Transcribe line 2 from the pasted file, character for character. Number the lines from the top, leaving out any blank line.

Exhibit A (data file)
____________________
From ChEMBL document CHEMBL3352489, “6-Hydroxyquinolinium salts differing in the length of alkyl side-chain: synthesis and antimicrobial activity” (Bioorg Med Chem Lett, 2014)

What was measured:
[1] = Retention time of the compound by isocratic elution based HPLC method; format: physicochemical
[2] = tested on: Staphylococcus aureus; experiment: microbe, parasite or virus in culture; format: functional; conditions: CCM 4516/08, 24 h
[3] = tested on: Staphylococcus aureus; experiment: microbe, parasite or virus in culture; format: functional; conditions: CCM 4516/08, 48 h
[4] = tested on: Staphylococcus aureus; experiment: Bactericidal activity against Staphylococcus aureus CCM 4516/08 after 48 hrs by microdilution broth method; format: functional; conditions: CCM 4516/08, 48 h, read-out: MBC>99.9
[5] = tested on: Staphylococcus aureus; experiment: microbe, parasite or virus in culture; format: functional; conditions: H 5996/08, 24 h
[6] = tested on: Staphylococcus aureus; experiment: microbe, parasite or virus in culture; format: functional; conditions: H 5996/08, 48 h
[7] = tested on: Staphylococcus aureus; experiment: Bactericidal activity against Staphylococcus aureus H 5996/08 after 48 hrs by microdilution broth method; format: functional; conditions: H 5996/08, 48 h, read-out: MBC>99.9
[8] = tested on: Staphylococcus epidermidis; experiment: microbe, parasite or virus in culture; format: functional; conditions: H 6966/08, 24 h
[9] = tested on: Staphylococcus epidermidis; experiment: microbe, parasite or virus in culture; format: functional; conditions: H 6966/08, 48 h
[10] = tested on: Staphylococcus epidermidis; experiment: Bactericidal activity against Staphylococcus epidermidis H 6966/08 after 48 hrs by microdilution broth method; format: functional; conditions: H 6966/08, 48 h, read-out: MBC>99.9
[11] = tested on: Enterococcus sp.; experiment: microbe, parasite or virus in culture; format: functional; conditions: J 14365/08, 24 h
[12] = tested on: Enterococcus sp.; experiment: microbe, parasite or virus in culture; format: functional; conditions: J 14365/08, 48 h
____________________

What was measured: